Express Media
There are a number of publications that young writers can contribute to:

Look Locally, what is your local council doing?
Dandenong Ranges Autumn Writers Festival has writing opportunities for all students and also adults throughout May. Many Municipalities have writing festivals which give students the opportunity to submit their writing and you don't need to be a resident of the municipality.

Charlotte Duncan Award 2015 opens on 1 February 2015 and closes 30 April 2015
Award for a short story for young readers aged 9-12 years. This award has been established in the memory of Charlotte Duncan to raise funds for the neo-natal unit at Melbourne's Royal Children's Hospital. Entry fee: $9.90 per story. 1st prize - $75, 2nd prize - $50, 3rd prize - $25. Winning entries will be published on the Celapene Press website.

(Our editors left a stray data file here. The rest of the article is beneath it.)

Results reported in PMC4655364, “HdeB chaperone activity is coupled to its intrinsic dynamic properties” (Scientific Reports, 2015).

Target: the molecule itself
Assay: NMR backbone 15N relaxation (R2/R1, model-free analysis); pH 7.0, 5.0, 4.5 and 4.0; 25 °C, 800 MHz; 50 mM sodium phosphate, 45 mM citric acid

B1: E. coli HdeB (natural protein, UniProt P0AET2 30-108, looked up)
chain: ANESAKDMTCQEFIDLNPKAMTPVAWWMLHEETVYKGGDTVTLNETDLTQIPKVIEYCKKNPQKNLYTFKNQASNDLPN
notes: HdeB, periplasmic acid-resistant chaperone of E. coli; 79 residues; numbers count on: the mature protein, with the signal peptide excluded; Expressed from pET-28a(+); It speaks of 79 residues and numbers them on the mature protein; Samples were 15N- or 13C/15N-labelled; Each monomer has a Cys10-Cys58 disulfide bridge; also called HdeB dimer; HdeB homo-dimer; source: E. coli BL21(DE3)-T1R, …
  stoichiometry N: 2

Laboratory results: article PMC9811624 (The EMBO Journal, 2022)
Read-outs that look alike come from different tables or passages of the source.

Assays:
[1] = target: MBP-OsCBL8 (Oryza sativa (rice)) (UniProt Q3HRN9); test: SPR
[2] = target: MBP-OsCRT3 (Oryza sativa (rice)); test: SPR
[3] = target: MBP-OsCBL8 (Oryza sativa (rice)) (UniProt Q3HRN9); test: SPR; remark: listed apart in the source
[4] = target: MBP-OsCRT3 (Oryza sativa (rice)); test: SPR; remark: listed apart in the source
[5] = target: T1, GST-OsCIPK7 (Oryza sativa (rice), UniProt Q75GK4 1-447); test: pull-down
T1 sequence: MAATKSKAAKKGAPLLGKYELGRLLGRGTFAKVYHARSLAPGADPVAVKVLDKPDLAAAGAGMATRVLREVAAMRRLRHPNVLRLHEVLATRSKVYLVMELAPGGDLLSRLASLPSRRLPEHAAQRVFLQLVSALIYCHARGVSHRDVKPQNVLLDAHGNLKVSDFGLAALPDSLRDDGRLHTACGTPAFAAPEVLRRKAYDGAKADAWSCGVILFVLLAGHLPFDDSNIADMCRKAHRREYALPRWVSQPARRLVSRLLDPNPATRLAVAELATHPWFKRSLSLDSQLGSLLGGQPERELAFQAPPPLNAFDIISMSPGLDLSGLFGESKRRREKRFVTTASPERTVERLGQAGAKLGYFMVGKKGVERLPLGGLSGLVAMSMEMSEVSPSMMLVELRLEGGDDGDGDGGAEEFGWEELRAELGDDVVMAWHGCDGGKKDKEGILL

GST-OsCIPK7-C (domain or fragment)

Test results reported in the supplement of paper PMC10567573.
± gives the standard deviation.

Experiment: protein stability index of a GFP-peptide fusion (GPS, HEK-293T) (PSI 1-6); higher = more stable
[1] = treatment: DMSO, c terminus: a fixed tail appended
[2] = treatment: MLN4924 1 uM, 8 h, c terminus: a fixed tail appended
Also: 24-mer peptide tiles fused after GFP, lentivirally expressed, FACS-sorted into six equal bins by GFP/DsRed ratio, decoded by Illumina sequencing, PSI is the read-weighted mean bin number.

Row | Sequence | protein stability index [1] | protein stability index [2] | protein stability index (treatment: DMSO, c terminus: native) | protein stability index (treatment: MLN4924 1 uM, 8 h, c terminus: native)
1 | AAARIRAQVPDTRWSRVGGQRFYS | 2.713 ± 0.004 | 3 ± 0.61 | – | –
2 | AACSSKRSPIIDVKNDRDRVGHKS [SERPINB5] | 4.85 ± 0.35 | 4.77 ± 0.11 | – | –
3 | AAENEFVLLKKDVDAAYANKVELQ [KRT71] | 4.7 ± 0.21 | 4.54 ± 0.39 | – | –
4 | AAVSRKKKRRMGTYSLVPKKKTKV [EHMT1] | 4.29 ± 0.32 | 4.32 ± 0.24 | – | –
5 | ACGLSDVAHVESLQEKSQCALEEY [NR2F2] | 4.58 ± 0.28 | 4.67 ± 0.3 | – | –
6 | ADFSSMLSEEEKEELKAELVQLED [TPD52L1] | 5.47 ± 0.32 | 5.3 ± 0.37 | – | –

2015 Dorothea MacKellar (National) Poetry Prize opens on 1 March and closes 30 June 2015
Available for all students, they can submit up to three poems EACH.
Many schools do poetry in Year 9 and this is, an excellent opportunity for students to get published. Schools pay equivalent of $1-2 per entry.​

2015 Short and Twisted Anthology
Lots of opportunity for poetry and short stories to be submitted. Free to entry.

Enjoy your writing!!

Tuesday, February 3, 2015

Mater Christi Learning Commons

I was fortunate to have a tour of the Mater Christi Learning Commons late last year.

Their recreational reading section looks across the Dandenong's and there are various different styles of furniture for students to sit or lounge on.

I can imagine that  this space might get hot in summer but the large window is beautiful.